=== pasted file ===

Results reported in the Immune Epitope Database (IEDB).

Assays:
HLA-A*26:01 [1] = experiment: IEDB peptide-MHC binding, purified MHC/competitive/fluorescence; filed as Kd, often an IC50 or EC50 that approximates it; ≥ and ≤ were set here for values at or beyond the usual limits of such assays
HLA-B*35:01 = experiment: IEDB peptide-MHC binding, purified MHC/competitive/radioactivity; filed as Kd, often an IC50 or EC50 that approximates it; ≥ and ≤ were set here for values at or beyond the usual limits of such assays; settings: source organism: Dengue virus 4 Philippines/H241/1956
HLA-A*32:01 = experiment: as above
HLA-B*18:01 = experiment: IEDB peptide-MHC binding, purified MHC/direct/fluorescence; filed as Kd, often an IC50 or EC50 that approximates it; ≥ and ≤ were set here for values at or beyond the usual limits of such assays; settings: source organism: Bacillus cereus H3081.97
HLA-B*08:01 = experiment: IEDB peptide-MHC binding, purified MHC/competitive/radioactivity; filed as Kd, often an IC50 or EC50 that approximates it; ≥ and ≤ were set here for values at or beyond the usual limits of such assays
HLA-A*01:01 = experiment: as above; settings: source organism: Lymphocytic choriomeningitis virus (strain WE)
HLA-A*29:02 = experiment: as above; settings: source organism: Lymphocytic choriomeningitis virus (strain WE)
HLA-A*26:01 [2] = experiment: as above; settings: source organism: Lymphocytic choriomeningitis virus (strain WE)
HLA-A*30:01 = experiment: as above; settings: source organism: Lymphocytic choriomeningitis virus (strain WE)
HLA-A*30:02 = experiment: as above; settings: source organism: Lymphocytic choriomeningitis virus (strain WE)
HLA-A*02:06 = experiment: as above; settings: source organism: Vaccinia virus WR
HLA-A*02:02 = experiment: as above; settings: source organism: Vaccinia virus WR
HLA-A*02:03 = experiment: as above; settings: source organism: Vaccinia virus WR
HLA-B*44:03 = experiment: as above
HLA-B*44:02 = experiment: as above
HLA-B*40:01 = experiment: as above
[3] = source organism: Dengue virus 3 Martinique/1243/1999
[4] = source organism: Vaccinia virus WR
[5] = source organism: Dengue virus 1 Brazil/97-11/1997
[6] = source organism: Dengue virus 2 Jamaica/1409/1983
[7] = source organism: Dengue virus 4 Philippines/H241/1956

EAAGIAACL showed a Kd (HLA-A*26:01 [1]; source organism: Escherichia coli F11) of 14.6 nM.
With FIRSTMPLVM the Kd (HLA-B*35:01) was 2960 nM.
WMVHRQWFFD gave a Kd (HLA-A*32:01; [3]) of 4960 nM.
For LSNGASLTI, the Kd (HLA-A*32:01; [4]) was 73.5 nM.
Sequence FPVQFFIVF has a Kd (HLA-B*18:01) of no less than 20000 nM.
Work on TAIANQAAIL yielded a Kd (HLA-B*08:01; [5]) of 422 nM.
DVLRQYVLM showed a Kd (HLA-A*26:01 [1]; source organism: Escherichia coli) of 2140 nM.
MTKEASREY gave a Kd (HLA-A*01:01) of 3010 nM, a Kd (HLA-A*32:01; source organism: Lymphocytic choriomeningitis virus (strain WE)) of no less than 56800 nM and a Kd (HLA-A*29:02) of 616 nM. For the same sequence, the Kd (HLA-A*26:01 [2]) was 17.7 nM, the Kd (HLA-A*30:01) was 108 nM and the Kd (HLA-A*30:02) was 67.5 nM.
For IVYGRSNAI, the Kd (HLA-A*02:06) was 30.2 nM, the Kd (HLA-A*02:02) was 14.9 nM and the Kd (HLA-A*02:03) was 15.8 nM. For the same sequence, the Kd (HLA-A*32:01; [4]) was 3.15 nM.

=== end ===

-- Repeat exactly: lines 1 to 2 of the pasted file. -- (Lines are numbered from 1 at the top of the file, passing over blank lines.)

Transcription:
Results reported in the Immune Epitope Database (IEDB).

Assays: